High-horsepower “crate” engines from the “Big 3” and full-bore race engines from the likes of Reher & Morrison, Scott Shafiroff, Steve Schmidt, and countless others, have tempted many racers to just buy an engine, rather than building one themselves. After all, what could be simpler than just laying your money down, installing the engine in a car, and going racing?
However, not everyone can afford to spend tens of thousands of dollars outright on a pre-built race engine.
Many enterprising and budget-minded racers still build their own engines, often working in conjunction with a reputable machine shop. Most of these racers have been assembling their own engines since they began racing and can be just as competitive as the drivers with the “store-bought” engines.
While selecting the parts and building a race engine may seem intimidating and even overwhelming at first, the entire process can be very rewarding. We recommend calling on a trusted fellow racer friend with engine-building experience who can get you started and keep you going in the right direction. Building engines involves an extensive learning curve, but no price can be put on the pride and experience gained. Don’t be afraid to ask questions. Even the most experienced engine builders have been known to consult with manufacturers’ technical personnel to help with the parts selection process. Most aftermarket companies have tech lines for this reason, and these people are always more than willing to help, particularly if you’re looking to purchase their product. Make sure these tech guys know where and what you plan to race, and how quick and fast you want to go, and then follow their recommendations.
One of the most important prerequisites of building any competitive race engine is choosing a good, reputable machine shop. Well-known shops that specialize in racing engines are usually good places to start, and don’t be afraid to drive several hours to a prospective shop if there are no local ones. Keep in mind, too, that shops specializing in stock rebuilds generally don’t have the most modern equipment, nor do they pay the salaries necessary to keep the best machinists. At the end of the day, you get what you pay for.
Load up the new internal goodies (pistons, rings, bearings, etc.) and get the whole shebang to the chosen machine shop well before the assembly phase is scheduled to begin. Make sure the machinist understands just what it is you want from this engine. And, don’t drop an engine off in March, when shops are their busiest, and expect it to be ready April first. You’ll only be fooling yourself.
Once the machinist is turned loose, the usual process begins with hot tanking the block to clean it thoroughly. Magnafluxing is highly recommended to check for cracks. Boring, decking, honing, and installation of new cam bearings and freeze plugs all take place next.
During the time the engine is at the shop, do some “homework” and review the assembly process. A pair of reference books like those from S-A Design entitled “Engine Blueprinting” by Rick Voegelin and “Power Secrets” by Smokey Yunick can be excellent study guides. Both books cover all phases of engine building from the all-important basics to the steps used by seasoned engine builders. “Engine Blue-printing” even includes log sheets in the back that can be easily copied and used to record every aspect of the engine’s assembly process. Thorough, accurate record-keeping that tracks component selection, specifications and tolerances for an engine, and any performed machining processes will yield valuable reference material for future engine building efforts.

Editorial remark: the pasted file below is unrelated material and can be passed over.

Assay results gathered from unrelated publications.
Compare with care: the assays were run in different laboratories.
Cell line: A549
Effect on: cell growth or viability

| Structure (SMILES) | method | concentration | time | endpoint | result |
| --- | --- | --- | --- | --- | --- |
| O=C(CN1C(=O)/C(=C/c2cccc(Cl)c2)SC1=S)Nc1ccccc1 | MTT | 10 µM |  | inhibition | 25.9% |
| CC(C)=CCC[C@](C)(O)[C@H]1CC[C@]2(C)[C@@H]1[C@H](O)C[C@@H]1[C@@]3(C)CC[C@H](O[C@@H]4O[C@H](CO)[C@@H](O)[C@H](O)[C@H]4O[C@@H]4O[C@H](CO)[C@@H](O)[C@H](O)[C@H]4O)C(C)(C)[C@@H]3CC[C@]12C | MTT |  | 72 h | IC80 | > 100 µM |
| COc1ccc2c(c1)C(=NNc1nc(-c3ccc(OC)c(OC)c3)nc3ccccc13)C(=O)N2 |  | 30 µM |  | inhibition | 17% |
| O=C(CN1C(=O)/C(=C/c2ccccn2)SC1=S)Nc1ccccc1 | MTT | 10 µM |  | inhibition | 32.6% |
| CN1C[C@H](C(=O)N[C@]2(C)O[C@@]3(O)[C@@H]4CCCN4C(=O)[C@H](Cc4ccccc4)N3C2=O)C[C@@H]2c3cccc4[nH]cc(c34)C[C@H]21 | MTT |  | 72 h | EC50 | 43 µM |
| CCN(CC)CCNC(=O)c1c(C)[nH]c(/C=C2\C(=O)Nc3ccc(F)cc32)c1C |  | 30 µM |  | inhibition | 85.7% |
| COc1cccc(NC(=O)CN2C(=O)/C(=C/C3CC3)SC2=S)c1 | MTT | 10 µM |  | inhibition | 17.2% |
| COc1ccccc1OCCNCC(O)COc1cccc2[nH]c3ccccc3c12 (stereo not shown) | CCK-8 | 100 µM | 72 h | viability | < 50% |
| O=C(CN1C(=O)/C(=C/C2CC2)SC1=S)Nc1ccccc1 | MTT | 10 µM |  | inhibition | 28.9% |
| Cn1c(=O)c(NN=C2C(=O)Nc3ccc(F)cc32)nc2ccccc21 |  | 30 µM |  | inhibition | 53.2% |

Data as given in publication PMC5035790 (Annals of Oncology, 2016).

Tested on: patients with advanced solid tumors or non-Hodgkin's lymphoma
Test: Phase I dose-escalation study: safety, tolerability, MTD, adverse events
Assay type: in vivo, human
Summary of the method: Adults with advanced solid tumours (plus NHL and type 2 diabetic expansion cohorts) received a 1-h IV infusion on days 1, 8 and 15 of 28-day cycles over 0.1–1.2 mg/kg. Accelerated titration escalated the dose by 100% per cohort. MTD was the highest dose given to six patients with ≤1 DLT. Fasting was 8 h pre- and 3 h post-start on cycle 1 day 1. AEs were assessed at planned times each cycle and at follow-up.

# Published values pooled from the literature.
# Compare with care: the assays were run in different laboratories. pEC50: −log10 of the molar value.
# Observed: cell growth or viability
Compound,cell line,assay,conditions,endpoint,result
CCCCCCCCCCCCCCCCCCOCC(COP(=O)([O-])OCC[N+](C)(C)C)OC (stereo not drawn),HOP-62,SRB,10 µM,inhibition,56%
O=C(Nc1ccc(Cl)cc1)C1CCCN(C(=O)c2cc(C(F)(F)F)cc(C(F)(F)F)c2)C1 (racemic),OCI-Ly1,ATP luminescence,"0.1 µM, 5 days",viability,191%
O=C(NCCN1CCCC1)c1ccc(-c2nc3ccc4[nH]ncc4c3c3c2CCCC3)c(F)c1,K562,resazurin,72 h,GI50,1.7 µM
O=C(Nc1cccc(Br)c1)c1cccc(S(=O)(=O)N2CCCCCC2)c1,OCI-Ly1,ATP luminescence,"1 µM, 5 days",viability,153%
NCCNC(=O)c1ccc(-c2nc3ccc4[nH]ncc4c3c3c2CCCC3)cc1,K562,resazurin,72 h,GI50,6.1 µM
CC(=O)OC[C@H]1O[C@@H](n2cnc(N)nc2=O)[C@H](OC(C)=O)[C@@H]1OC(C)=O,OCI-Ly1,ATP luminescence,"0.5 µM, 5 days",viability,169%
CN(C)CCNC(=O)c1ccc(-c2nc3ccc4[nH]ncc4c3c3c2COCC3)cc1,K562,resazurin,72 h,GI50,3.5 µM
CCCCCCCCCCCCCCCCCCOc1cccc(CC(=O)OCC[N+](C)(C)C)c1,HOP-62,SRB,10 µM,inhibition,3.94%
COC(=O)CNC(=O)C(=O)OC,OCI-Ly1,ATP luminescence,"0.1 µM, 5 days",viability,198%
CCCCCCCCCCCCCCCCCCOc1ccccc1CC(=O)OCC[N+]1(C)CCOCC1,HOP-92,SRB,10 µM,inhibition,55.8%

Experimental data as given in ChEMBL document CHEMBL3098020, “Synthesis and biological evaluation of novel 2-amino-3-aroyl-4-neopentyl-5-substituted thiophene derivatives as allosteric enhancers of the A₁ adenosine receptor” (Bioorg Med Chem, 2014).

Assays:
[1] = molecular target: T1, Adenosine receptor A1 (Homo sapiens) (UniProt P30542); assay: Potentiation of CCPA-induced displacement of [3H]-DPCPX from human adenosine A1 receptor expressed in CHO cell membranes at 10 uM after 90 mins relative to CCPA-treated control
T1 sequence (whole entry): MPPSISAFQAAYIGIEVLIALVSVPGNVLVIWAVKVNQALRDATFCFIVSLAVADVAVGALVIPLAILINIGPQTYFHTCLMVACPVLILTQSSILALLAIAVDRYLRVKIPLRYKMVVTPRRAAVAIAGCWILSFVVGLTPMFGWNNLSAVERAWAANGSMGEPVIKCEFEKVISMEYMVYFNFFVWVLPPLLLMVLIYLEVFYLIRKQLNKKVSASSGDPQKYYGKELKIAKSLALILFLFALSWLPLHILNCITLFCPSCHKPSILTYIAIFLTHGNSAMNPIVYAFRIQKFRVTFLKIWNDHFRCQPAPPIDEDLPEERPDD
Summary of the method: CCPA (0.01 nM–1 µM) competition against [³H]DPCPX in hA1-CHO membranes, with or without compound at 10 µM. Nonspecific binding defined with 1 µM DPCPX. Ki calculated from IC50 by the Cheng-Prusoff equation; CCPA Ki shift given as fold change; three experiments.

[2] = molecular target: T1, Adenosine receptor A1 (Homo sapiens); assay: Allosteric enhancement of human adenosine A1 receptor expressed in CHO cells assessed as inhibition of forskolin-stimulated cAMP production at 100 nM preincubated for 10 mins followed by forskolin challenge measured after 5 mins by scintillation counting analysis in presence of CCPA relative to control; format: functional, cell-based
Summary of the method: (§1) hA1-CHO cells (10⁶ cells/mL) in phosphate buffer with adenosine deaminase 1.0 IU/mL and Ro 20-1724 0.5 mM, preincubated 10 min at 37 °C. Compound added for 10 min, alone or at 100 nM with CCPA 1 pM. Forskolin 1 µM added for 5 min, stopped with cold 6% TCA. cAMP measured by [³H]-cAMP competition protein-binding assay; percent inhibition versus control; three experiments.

When the engine is back from the shop, the assembly process will go much more smoothly if you can gather up a number of specialized tools. We recommend a sturdy engine stand, a quality torque wrench, deck plate, piston ring installation tool, piston ring filer, a set of micrometers to measure the crankshaft journals and pistons, a dial bore gauge for measuring cylinder bores and bearing clearances, a dial indicator with a magnetic stand for degreeing camshafts, checking deck heights, etc., and most importantly, a neat, clean work area.
Inspect the work done by the shop by checking main and rod journal sizing, particularly if the crank has been ground, and confirming piston-to-wall clearances is always good a idea prior to final clean-up and assembly. As you become accustomed to using the above-mentioned tools and feel comfortable that you are obtaining accurate readings, you will quickly see the quality of the machine work you’re getting. Install and torque down the deck plate (available from companies such as BHJ) to simulate the stresses of a bolted-on cylinder head and check not only the piston-to-wall clearance, but also how straight and true the cylinder walls are. Cylinder walls .002″ – .003″ or more out-of-round or that are tapered may be acceptable for the grocery getter but will never provide effective piston ring sealing in a race engine.
Don’t be intimidated by or skip over relatively simple chores like file-fitting piston rings or degreeing the camshaft. Sure, they were never performed on the assembly line, but they are examples of the difference between standard engine building and true engine “blueprinting”. No true racing engine would be competitive without these basic tasks performed and all may be easily learned by simply picking up one of the how-to books previously mentioned or reading the directions that come with your piston rings or camshaft.
If you take your time and exercise patience, you’ll know in your own mind that everything was done right. The ideal time to build a race engine is during the off-season when things are not so hectic. It’s no fun trying to get machine work done in the spring or summer when shops are busiest and then trying to quickly assemble an engine in the middle of the racing season.